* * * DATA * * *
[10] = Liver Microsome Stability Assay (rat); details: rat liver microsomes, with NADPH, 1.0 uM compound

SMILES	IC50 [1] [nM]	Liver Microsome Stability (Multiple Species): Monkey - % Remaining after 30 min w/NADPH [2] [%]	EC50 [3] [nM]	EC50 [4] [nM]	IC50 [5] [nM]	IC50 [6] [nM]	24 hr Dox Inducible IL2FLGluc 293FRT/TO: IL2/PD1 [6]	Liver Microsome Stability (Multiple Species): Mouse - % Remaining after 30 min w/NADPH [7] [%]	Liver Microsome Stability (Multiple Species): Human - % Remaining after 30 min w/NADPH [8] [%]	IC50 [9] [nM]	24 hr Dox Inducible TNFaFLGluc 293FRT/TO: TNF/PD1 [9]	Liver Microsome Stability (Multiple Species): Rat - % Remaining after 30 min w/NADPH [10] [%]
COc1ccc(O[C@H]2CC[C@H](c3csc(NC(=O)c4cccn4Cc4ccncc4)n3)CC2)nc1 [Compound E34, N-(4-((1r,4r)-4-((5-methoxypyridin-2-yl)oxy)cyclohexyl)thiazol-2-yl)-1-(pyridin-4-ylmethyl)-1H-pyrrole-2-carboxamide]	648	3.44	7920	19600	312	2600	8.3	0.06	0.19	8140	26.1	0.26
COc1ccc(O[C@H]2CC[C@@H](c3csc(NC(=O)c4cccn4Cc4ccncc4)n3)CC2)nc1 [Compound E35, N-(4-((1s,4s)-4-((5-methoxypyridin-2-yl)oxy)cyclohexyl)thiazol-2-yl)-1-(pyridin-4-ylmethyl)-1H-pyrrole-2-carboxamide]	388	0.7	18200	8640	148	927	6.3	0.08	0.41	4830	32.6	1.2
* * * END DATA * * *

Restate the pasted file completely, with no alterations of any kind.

[10] = Liver Microsome Stability Assay (rat); details: rat liver microsomes, with NADPH, 1.0 uM compound

SMILES	IC50 [1] [nM]	Liver Microsome Stability (Multiple Species): Monkey - % Remaining after 30 min w/NADPH [2] [%]	EC50 [3] [nM]	EC50 [4] [nM]	IC50 [5] [nM]	IC50 [6] [nM]	24 hr Dox Inducible IL2FLGluc 293FRT/TO: IL2/PD1 [6]	Liver Microsome Stability (Multiple Species): Mouse - % Remaining after 30 min w/NADPH [7] [%]	Liver Microsome Stability (Multiple Species): Human - % Remaining after 30 min w/NADPH [8] [%]	IC50 [9] [nM]	24 hr Dox Inducible TNFaFLGluc 293FRT/TO: TNF/PD1 [9]	Liver Microsome Stability (Multiple Species): Rat - % Remaining after 30 min w/NADPH [10] [%]
COc1ccc(O[C@H]2CC[C@H](c3csc(NC(=O)c4cccn4Cc4ccncc4)n3)CC2)nc1 [Compound E34, N-(4-((1r,4r)-4-((5-methoxypyridin-2-yl)oxy)cyclohexyl)thiazol-2-yl)-1-(pyridin-4-ylmethyl)-1H-pyrrole-2-carboxamide]	648	3.44	7920	19600	312	2600	8.3	0.06	0.19	8140	26.1	0.26
COc1ccc(O[C@H]2CC[C@@H](c3csc(NC(=O)c4cccn4Cc4ccncc4)n3)CC2)nc1 [Compound E35, N-(4-((1s,4s)-4-((5-methoxypyridin-2-yl)oxy)cyclohexyl)thiazol-2-yl)-1-(pyridin-4-ylmethyl)-1H-pyrrole-2-carboxamide]	388	0.7	18200	8640	148	927	6.3	0.08	0.41	4830	32.6	1.2